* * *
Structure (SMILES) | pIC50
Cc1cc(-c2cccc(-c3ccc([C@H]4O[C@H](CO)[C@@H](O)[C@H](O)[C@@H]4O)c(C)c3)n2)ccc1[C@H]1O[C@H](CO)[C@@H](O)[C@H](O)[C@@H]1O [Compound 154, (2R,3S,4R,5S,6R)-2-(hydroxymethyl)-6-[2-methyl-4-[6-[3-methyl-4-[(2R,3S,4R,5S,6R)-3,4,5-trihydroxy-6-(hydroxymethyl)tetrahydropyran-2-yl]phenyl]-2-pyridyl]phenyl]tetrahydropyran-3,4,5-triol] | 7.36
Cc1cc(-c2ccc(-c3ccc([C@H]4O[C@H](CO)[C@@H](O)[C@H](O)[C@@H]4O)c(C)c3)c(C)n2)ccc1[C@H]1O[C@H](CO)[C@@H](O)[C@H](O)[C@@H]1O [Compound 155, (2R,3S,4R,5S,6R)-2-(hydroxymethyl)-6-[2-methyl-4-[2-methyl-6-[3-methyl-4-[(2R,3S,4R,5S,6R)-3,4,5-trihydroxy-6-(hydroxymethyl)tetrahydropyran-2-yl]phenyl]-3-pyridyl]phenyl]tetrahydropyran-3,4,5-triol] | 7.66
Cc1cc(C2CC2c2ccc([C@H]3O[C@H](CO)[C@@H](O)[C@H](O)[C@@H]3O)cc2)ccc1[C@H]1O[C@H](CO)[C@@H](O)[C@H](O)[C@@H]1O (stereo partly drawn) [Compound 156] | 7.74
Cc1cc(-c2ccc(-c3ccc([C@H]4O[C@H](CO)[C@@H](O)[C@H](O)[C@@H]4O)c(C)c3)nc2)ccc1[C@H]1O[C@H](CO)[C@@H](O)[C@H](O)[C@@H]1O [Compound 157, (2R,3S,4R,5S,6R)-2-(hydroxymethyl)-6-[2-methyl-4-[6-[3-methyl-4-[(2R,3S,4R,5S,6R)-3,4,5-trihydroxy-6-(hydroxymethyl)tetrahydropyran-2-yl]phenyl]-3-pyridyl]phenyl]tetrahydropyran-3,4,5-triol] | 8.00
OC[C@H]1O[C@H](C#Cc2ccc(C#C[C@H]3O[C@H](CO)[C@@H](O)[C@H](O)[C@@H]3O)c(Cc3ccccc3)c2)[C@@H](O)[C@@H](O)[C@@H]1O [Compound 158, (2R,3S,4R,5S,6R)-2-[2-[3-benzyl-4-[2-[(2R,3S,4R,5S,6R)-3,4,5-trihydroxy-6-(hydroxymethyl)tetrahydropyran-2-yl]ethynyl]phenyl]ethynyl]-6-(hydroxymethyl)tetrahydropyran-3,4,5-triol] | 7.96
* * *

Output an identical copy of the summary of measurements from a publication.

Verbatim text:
Structure (SMILES) | pIC50
Cc1cc(-c2cccc(-c3ccc([C@H]4O[C@H](CO)[C@@H](O)[C@H](O)[C@@H]4O)c(C)c3)n2)ccc1[C@H]1O[C@H](CO)[C@@H](O)[C@H](O)[C@@H]1O [Compound 154, (2R,3S,4R,5S,6R)-2-(hydroxymethyl)-6-[2-methyl-4-[6-[3-methyl-4-[(2R,3S,4R,5S,6R)-3,4,5-trihydroxy-6-(hydroxymethyl)tetrahydropyran-2-yl]phenyl]-2-pyridyl]phenyl]tetrahydropyran-3,4,5-triol] | 7.36
Cc1cc(-c2ccc(-c3ccc([C@H]4O[C@H](CO)[C@@H](O)[C@H](O)[C@@H]4O)c(C)c3)c(C)n2)ccc1[C@H]1O[C@H](CO)[C@@H](O)[C@H](O)[C@@H]1O [Compound 155, (2R,3S,4R,5S,6R)-2-(hydroxymethyl)-6-[2-methyl-4-[2-methyl-6-[3-methyl-4-[(2R,3S,4R,5S,6R)-3,4,5-trihydroxy-6-(hydroxymethyl)tetrahydropyran-2-yl]phenyl]-3-pyridyl]phenyl]tetrahydropyran-3,4,5-triol] | 7.66
Cc1cc(C2CC2c2ccc([C@H]3O[C@H](CO)[C@@H](O)[C@H](O)[C@@H]3O)cc2)ccc1[C@H]1O[C@H](CO)[C@@H](O)[C@H](O)[C@@H]1O (stereo partly drawn) [Compound 156] | 7.74
Cc1cc(-c2ccc(-c3ccc([C@H]4O[C@H](CO)[C@@H](O)[C@H](O)[C@@H]4O)c(C)c3)nc2)ccc1[C@H]1O[C@H](CO)[C@@H](O)[C@H](O)[C@@H]1O [Compound 157, (2R,3S,4R,5S,6R)-2-(hydroxymethyl)-6-[2-methyl-4-[6-[3-methyl-4-[(2R,3S,4R,5S,6R)-3,4,5-trihydroxy-6-(hydroxymethyl)tetrahydropyran-2-yl]phenyl]-3-pyridyl]phenyl]tetrahydropyran-3,4,5-triol] | 8.00
OC[C@H]1O[C@H](C#Cc2ccc(C#C[C@H]3O[C@H](CO)[C@@H](O)[C@H](O)[C@@H]3O)c(Cc3ccccc3)c2)[C@@H](O)[C@@H](O)[C@@H]1O [Compound 158, (2R,3S,4R,5S,6R)-2-[2-[3-benzyl-4-[2-[(2R,3S,4R,5S,6R)-3,4,5-trihydroxy-6-(hydroxymethyl)tetrahydropyran-2-yl]ethynyl]phenyl]ethynyl]-6-(hydroxymethyl)tetrahydropyran-3,4,5-triol] | 7.96